Maya evolves into the subtle principles, and then into the gross. Siva Tattva is the basis of all consciousness and action. It is undifferentiated (Nishkala Suddha Maya). The Shakti of Siva starts her activity. Then Siva becomes the experiencer. Then He is called Sadasiva, known also by the name Sadakhya, Who is not really separate from Siva. The Suddha Maya becomes active. Then Siva, the experiencer, becomes the ruler. He is then Iswara, Who is not really separate from Sadasiva. Suddhavidya is the cause of true knowledge.

The bonds that bind the soul (Anava, Karma, Maya): Souls (Pasu) are by nature infinite, all-pervading, eternal, and all-knowing like Lord Siva (Pati). Yet they think that they are finite, limited and little-knowing, ignorant, and temporary. This is due to the bonds (Pasa), viz., Anava, Karma, and Maya, which are called the three Malas or impurities. Anava is the impurity which makes the all-pervading Jiva think itself to be atomic (Anu). It produces the erroneous notion of finiteness. The second impurity or bond is Karma. The soul acts in certain ways on account of its limitation, and does good and evil actions. Karma brings about the conjunction of the soul with its body. The results of the Karma have to be worked out in the world. There should be worlds and bodies, in order to experience the fruits of actions and acquire knowledge. These are provided by Maya, the third Mala or bond. Maya is the material cause of the world. The soul gets experience and limited knowledge through Maya.

The soul learns, by long experience, that this Samsara is full of pains and is transitory, and that he can attain eternal bliss and immortality only by attaining Sivatva or the nature of Siva or God-realisation. He develops Vairagya (dispassion), and Viveka (discrimination between the Real and the unreal, the Permanent and the impermanent).

Discipline and grace culminate in Jnana. Jnana is the supreme means of salvation or the attainment of the final beatitude. Karma and other means are only subsidiary to it. They are auxiliaries.

The attainment of Sivatva or Siva-nature does not mean complete merging of the soul in Siva. The liberated soul does not lose its individuality. It continues to exist as a soul in God. Sivatva is the realisation of an identity of essence in spite of difference. The soul attains the nature of Siva or God, but it is not itself Siva or God.

Three orders of Jivas: The Siddhantins divide Jivas or Pasus into three orders, viz., Vijnanakalas, Pralayakalas and Sakalas. Vijnanakalas have only the Anava Mala (egoism). Maya and Karma have been resolved. Pralayakalas have been freed from Maya alone, in the stage of Pralaya. Sakalas have all the three Malas.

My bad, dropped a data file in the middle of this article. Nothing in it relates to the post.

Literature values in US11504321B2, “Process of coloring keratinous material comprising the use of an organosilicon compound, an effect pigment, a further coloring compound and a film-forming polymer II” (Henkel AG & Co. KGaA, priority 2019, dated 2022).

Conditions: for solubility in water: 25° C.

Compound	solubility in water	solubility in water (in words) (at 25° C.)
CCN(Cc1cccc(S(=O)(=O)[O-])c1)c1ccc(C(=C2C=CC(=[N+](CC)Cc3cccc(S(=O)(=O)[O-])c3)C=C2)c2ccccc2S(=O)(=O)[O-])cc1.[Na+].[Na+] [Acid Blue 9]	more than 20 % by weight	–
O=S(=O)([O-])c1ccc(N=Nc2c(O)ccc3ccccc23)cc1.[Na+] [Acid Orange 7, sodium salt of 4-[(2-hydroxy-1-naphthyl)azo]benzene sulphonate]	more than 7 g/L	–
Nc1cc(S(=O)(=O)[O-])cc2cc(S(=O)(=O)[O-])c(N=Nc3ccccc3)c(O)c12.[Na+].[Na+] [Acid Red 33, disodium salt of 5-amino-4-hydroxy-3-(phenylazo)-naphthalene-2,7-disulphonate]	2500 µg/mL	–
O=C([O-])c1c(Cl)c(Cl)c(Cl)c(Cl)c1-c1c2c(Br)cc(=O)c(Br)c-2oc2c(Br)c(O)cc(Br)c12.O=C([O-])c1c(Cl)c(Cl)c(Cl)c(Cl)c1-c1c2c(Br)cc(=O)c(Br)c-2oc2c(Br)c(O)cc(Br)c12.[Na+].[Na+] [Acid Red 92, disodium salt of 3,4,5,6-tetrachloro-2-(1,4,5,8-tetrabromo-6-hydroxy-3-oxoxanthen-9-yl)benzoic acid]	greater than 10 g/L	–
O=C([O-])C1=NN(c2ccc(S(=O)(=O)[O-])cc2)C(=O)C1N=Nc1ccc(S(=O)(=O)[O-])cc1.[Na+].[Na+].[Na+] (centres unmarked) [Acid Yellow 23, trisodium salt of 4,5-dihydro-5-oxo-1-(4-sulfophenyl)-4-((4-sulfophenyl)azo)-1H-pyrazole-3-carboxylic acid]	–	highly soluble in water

The Malas affect only the Jivas, and not Siva. Those who are freed from the Malas or impurities attain Sivatva or the nature of Siva. They are the Siddhas or perfected beings.

The way to the attainment of Sivatva or God-realisation: You must free yourself from the three bonds, if you want to attain salvation. You must annihilate Maya, which is the root of all sins. You must destroy all Karmas which produce rebirth. You must remove the erroneous notion of a finite self.

The three bonds can be removed only through rigorous Tapas and proper discipline, the help of a Guru, and, above all, the grace of Lord Siva. Charya (observance), Kriya (rites), and Yoga (Yama-Niyama) constitute the discipline. When the aspirant practises in right earnest Charya, Kriya and Yoga he obtains the grace of Lord Siva. Then the Lord instructs the soul, reveals Himself and illumines him. Then the soul realises its nature as Siva.

Guru Puja

It is customary to observe the day on which these saints attained the Lord’s Feet, as a holy day. Given below are such days in respect of the Four Great Saivite teachers, with their respective holy days, according to the Tamil Calendar. Pray, fast and study their lives in these days.

Tirunavukkarasar

Tiru-Jnanasambandar

Manickavachagar

Sundaramurthi Swamigal

Chitrai Sadayam

Vaikhasi Moolam

Ani Makham

Adi Swathi

The Nayanars’ Message For Us